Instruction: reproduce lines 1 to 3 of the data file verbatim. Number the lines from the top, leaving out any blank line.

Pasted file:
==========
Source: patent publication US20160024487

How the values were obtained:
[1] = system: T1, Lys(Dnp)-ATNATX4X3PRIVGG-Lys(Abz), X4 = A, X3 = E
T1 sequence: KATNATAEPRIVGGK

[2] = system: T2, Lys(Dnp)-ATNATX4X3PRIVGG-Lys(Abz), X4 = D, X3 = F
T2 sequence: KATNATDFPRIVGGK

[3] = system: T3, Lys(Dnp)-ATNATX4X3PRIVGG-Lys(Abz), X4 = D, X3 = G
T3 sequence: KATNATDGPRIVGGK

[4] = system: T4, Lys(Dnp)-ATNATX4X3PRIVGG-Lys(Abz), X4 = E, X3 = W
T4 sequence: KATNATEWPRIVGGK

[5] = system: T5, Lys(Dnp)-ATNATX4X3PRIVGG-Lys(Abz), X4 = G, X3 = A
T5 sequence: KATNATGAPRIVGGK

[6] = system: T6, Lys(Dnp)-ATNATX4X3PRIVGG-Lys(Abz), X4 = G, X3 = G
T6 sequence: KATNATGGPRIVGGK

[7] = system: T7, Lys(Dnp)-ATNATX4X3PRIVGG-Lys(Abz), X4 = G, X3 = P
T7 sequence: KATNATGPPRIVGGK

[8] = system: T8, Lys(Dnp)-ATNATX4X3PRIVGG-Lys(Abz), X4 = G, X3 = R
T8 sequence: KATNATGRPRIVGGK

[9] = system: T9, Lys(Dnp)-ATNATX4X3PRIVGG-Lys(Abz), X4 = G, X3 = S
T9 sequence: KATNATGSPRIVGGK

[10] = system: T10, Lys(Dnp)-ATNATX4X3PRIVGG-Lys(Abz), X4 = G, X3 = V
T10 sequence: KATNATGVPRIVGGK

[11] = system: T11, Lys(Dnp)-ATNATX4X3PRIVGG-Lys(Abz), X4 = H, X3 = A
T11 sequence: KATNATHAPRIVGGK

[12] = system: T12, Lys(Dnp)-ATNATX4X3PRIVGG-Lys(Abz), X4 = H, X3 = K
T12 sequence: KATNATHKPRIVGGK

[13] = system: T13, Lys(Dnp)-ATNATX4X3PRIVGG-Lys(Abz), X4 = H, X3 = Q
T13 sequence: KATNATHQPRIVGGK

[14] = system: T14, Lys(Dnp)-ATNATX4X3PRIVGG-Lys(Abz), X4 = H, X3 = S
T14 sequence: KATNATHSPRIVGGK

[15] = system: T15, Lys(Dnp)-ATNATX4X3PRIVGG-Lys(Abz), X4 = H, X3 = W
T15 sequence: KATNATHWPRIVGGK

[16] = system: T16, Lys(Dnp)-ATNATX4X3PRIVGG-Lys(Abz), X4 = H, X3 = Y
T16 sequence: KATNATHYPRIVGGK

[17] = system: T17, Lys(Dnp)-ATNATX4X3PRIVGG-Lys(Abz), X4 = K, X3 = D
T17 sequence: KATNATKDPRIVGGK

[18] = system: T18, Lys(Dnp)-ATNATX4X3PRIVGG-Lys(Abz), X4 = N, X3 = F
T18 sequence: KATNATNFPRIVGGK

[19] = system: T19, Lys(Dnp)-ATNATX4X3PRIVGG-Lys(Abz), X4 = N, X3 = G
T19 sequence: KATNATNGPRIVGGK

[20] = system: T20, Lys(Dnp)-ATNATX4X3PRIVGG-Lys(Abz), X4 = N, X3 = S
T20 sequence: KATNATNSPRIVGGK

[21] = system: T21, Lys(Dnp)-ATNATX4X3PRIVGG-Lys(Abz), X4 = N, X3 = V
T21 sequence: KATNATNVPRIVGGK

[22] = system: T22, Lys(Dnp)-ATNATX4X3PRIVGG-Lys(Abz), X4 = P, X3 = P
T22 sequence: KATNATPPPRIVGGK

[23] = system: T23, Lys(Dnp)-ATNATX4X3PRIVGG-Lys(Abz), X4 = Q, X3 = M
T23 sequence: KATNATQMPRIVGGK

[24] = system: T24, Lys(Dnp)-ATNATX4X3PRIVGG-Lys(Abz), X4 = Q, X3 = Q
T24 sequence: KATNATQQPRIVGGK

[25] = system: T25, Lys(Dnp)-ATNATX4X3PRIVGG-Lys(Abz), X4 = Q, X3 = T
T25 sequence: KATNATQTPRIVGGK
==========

Source: patent publication US20160024487

How the values were obtained:
[1] = system: T1, Lys(Dnp)-ATNATX4X3PRIVGG-Lys(Abz), X4 = A, X3 = E